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Cummins at the Indy 500 - Diesel Alley

How A Cummins Diesel Dominated The 1952 Indy 500

Photography by Courtesy Of The Motor Trend Archives

For weeks, only those closest to Fred Agabashian knew what his #28 Cummins Diesel Special could do. Fred, a diminutive 38-year-old in his prime dubbed Fearless Freddie by Motor Trend magazine, had a diesel-powered secret he dare not share with his competitors or members of the Indianapolis Speedway's old guard.

Imagine his suppressed grin, knowing his 1952 Cummins-powered Kurtis Kraft race car-an odd-looking, unbelievably heavy, and impossibly low-riding curiosity-was in fact so much more. Fred was an Indy 500 veteran and knew this track. He knew the difference between run-at-the-front fast and pull-away-from-the-field fast. He'd driven all types of cars, but never had he driven anything like this. Then again, no one else had either.

The #28 Cummins Diesel Special IndyCar looked different from anything that had come before. It was built to take advantage of the 1952 Indy 500 race rules that allowed four-cycle diesel engines that were twice as big as their gasoline competition. To take full advantage of this, the #28 Cummins Diesel Special was packed with a turbocharged 6.6L inline-six diesel engine that was reported to make 380 hp.

Columbus, Indiana's Biggest Secret
Clessie Cummins, a self-taught engineer and promotions whiz, had used the Indy 500 now and again to show the world how durable his diesel engines built in nearby Columbus, Indiana, were. By 1952, Clessie had retired, but the company's idea that it could compete in the world's most famous race remained.

To prove its point, Cummins set out to build a '52 NHH 6.6L turbocharged race engine with an aluminum block, head, and magnesium crankcase. Renowned chassis builder Frank Kurtis of Glendale, California, built the car. At Kurtis' recommendation, Fred Agabashian was hired to drive. That spring, the Modesto-born (California) driver and the Cummins team tested in a wind tunnel in Wichita, Kansas, and then at the Indianapolis Speedway. The car was powerful, and not just qualify-and-get-in-the-race powerful, either. Fred and Cummins knew that almost immediately.

"We've got a rocket ship here," Fred was reported to have said. That was the good news. But at the same time, it was not the kind of news that would make many outside Cummins' hometown particularly happy. For weeks, only those closest to Fred knew what the car was really capable of. Cummins made sure of that.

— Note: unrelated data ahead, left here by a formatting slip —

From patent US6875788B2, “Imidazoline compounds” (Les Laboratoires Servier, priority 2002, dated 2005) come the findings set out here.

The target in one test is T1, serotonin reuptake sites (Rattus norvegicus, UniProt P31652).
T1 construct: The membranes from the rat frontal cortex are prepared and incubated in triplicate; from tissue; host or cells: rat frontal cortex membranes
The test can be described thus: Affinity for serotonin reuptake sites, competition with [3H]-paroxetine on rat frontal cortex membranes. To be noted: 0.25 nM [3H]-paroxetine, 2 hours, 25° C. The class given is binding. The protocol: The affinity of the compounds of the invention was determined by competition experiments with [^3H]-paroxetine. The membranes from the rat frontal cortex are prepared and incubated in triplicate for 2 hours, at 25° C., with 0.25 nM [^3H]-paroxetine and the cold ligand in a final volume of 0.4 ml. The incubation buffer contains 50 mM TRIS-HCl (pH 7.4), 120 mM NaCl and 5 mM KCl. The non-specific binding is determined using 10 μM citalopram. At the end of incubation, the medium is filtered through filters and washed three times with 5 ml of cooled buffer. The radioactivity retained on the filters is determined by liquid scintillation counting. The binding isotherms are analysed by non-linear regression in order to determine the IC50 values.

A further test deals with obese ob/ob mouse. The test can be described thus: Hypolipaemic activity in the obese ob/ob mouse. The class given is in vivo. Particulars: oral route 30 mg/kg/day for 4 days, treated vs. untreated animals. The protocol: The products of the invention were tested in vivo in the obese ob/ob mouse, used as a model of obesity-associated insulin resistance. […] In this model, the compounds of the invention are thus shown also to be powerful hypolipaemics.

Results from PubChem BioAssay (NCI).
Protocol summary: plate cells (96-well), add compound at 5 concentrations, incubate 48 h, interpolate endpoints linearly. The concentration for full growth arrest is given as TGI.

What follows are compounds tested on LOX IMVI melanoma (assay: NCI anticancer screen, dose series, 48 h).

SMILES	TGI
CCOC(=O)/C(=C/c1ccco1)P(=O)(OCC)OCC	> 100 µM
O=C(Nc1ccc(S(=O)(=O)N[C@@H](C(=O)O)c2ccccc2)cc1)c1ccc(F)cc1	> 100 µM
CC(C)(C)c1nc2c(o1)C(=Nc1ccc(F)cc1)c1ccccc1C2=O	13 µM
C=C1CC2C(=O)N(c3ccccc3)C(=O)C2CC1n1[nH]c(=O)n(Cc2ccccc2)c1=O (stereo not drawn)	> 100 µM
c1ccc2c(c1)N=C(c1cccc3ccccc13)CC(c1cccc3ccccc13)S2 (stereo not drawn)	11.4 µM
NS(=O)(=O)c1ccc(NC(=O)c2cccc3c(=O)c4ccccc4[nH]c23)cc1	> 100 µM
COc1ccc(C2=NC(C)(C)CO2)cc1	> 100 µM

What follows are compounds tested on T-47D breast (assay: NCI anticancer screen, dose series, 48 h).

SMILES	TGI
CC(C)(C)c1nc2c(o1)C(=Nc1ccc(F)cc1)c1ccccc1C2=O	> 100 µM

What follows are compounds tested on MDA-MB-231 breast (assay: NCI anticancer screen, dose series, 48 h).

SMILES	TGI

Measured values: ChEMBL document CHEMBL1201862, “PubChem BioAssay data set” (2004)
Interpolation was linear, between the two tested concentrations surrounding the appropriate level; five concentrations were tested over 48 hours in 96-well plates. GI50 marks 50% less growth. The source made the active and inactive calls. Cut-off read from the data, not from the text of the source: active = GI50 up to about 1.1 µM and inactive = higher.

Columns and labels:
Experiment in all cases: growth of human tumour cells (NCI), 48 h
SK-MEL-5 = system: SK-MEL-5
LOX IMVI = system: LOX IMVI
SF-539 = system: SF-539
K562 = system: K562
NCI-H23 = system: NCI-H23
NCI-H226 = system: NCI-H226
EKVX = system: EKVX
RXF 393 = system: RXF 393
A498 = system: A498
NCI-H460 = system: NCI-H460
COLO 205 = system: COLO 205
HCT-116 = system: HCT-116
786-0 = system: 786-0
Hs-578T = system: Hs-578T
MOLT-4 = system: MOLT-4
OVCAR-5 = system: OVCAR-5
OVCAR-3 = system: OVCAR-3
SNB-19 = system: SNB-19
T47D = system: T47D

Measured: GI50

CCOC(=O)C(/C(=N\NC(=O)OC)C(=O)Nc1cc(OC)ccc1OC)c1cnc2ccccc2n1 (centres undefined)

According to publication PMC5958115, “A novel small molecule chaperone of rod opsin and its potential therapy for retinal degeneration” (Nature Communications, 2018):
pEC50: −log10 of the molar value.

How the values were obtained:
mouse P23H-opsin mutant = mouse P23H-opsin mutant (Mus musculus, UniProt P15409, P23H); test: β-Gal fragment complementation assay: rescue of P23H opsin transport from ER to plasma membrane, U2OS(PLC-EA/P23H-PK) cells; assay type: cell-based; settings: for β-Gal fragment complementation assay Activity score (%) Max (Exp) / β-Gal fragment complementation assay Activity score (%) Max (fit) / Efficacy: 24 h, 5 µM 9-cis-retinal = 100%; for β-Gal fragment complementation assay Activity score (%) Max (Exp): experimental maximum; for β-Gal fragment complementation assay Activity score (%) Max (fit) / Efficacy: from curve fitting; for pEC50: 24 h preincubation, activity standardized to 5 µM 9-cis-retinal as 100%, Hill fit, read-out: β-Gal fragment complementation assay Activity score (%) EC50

Cummins Race Team
Nearly everyone who worked on the 1952 race team was a Cummins employee-Clessie's brother Don (who spearheaded the operation), Nev Reiners, Thane Houser, Bill Doup, Mike Fellows, Art Eckleman, and Joe Miller. The seven of them "worked day and night on the car since it had arrived" at Cummins in early 1952, The Columbus Republic newspaper reported that May.

"It was a homegrown type of thing," Harry McCawley, an associate editor at The Republic who writes about local history for the paper, told Diesel Power recently. "Fred was really the only outsider in the group." They were homegrown, and in the racing community at least, relatively unknown.

Nev, the chief engineer and mechanic, was definitely not a "racing guy." The 1952 Indy 500 would be for him two races: his first and his last. Aside from Fred, the only real racing guy was Thane, who'd been a riding mechanic and driver at the Indy 500 in 1931. However, even Thane wasn't a hired gun for the 1952 Indy race team. Rather, he was a full-time Cummins employee.

"They underplayed themselves," said Donald Davidson, the Indianapolis Motor Speedway's track historian. "They said, 'We don't know anything. We're a bunch of farmers from Columbus.'''

Farmers they weren't though. They were savvy, experienced engineers and mechanics who'd been building some of the world's most innovative engines for years. And they came from a community that loved cars and racing.

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